For the past couple of months, they have been shopping at Aldi, which saves about $30 a week. They have stopped going to the movies or eating out and buy $12 wine instead of $18 bottles.

They are also delaying expenditure on recarpeting their home in Sydney and replacing their pergola and have put off a trip to Europe.

"I think it will take a couple of years before we see improvement," Jones says. "If I'd had any inkling this would happen, I would have stayed at work."

At 50 and still working, Tony Carmusciano is reasonably calm about the global financial crisis, although he is cautious about future interest rate movements and property prices.

Last year, he stopped salary sacrificing and bought three investment properties, one in Melbourne and two in Queensland.

"I wanted to take advantage of the drop in house prices and rates," says Carmusciano, who works as a general insurance broker in Melbourne. "Bricks and mortar is a lot safer.

"Now, I just hope that interest rates don't go through the roof or residential property prices go through the floor."

Servicing the three mortgages requires him to stay employed and he realises that no one's job is safe.

"My clients are looking at all their costs, including insurance, and some are trying to reduce their level of cover or not insure at all," he says. "So there is always the possibility [his employer] will retrench people if earnings drop."

He and his partner, Stefanie, have reduced their spending on consumer items such as clothes, shoes and bags and hold off buying most things until there is a sale. They also spend less on eating out. "It does make you tighten the purse strings at home and think about what you really need to spend."

Scott Haywood, a financial adviser with Haywood Financial Management in Melbourne (licensed through AXA Financial Planning), says he's spent a lot of time over the past eight months persuading clients not to switch everything into cash.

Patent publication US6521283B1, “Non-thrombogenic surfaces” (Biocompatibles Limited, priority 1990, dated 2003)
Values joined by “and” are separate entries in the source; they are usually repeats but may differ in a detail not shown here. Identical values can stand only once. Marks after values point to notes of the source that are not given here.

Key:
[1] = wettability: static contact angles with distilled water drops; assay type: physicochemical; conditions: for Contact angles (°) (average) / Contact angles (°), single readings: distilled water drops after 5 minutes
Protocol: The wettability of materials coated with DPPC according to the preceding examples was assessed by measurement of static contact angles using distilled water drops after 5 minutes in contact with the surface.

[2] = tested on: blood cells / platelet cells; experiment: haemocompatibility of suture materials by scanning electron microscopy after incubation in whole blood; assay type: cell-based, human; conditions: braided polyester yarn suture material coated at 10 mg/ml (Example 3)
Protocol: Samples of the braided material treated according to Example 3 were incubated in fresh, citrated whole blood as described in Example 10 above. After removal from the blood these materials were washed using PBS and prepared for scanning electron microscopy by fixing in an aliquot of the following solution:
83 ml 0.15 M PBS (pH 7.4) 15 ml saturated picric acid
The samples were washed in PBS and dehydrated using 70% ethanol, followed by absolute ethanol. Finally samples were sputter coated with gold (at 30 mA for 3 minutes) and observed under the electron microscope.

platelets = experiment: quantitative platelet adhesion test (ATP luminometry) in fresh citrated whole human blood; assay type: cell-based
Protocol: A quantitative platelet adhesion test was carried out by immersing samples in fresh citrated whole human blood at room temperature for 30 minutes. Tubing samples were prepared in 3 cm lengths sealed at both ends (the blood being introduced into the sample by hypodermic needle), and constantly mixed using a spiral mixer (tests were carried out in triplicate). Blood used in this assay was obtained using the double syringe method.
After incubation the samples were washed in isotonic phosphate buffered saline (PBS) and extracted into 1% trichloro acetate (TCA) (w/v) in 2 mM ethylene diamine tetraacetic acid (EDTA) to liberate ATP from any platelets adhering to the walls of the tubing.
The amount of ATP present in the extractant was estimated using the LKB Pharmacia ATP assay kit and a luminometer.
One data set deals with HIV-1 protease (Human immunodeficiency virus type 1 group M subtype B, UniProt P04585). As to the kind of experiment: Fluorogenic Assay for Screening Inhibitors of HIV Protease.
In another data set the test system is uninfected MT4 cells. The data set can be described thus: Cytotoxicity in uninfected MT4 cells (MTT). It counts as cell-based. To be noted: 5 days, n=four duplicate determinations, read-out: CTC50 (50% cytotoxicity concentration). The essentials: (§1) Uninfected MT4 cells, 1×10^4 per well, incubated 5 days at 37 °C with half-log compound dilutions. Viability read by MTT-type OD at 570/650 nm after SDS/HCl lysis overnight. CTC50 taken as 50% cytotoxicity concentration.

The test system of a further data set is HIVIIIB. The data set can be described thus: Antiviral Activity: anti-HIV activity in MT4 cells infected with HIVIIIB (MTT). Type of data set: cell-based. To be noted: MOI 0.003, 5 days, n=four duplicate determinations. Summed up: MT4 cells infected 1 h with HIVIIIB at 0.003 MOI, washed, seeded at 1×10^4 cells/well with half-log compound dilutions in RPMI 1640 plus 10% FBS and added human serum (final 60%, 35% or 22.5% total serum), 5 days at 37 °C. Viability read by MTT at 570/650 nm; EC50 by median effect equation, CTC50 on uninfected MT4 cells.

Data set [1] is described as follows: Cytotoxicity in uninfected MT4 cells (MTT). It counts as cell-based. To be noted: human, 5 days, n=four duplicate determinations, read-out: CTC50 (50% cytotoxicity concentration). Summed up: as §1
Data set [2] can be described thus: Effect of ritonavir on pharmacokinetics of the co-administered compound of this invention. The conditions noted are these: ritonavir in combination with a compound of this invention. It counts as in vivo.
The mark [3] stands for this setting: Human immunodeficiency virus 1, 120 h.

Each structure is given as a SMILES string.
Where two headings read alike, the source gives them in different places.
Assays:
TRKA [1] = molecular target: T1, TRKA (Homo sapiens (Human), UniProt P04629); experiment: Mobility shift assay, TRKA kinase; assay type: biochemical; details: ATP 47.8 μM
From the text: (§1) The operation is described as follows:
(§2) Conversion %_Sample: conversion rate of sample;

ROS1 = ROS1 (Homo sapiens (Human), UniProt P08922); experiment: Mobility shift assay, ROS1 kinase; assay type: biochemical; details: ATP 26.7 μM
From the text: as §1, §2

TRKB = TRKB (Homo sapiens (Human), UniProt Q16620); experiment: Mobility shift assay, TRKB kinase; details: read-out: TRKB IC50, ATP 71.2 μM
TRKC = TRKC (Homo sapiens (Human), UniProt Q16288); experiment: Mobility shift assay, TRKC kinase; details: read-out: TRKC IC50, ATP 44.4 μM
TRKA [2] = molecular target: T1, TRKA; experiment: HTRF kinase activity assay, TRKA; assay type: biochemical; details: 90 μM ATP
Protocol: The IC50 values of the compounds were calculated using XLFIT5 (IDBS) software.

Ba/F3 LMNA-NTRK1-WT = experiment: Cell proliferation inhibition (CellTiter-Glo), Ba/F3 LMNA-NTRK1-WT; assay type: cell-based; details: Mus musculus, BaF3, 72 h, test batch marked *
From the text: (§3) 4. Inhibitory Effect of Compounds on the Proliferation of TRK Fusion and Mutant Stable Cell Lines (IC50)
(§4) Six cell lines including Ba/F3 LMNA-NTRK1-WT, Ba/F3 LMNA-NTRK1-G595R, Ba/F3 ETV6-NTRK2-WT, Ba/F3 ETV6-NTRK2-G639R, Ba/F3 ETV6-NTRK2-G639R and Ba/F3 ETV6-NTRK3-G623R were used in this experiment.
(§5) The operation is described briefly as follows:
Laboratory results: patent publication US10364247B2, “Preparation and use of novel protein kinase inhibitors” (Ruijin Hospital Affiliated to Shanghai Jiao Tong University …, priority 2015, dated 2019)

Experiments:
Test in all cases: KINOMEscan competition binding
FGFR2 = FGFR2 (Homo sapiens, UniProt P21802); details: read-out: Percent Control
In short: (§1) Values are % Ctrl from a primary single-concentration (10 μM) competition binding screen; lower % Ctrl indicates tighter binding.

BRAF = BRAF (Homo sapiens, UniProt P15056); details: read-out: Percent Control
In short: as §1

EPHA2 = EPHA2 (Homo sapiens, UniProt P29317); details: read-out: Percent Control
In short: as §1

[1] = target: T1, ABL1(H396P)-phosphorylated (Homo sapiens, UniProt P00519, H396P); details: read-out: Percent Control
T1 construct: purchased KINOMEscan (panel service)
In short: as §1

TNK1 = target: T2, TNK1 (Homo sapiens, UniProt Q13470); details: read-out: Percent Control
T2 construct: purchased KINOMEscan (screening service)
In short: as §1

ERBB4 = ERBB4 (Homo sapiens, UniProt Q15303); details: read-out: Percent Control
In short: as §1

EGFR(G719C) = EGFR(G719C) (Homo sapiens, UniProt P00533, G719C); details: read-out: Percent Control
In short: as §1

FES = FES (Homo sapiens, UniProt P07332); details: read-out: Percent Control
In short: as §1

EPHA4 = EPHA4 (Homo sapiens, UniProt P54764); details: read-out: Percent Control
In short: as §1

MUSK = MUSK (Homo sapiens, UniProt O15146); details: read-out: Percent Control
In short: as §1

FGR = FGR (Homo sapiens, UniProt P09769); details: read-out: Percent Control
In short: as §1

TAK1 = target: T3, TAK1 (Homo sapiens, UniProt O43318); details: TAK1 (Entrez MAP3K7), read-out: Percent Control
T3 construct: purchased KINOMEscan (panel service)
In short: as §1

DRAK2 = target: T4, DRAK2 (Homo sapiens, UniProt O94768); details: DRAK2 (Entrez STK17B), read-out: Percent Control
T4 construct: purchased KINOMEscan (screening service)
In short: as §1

"Some people are very frustrated and disillusioned by super," he says. "There's certainly been some people who are quite agitated. But history tells us markets will recover and if you switch to cash there's no upside."

Instead, Haywood has been putting some clients into a capital-protected balanced fund and advising clients to continue salary sacrificing into super.

Other clients have talked to him about strategies to retain their jobs, or what to do when made redundant. More than a dozen of his clients have lost their jobs. Haywood helps them prepare a detailed budget and, in some cases, convinces them to accept a job that pays far less.

"Some of my clients were middle managers on $150,000 salaries but when the going got tough it was hard to justify what they did," he says. "I tell them: 'The market's changed the world's changed."'

He says most of his clients are cutting their spending.

Louise Biti, a director of Sydney consultancy Strategy Steps, says people are starting to worry more.

She provides advice to financial planners and the feedback is their clients are finding things more difficult.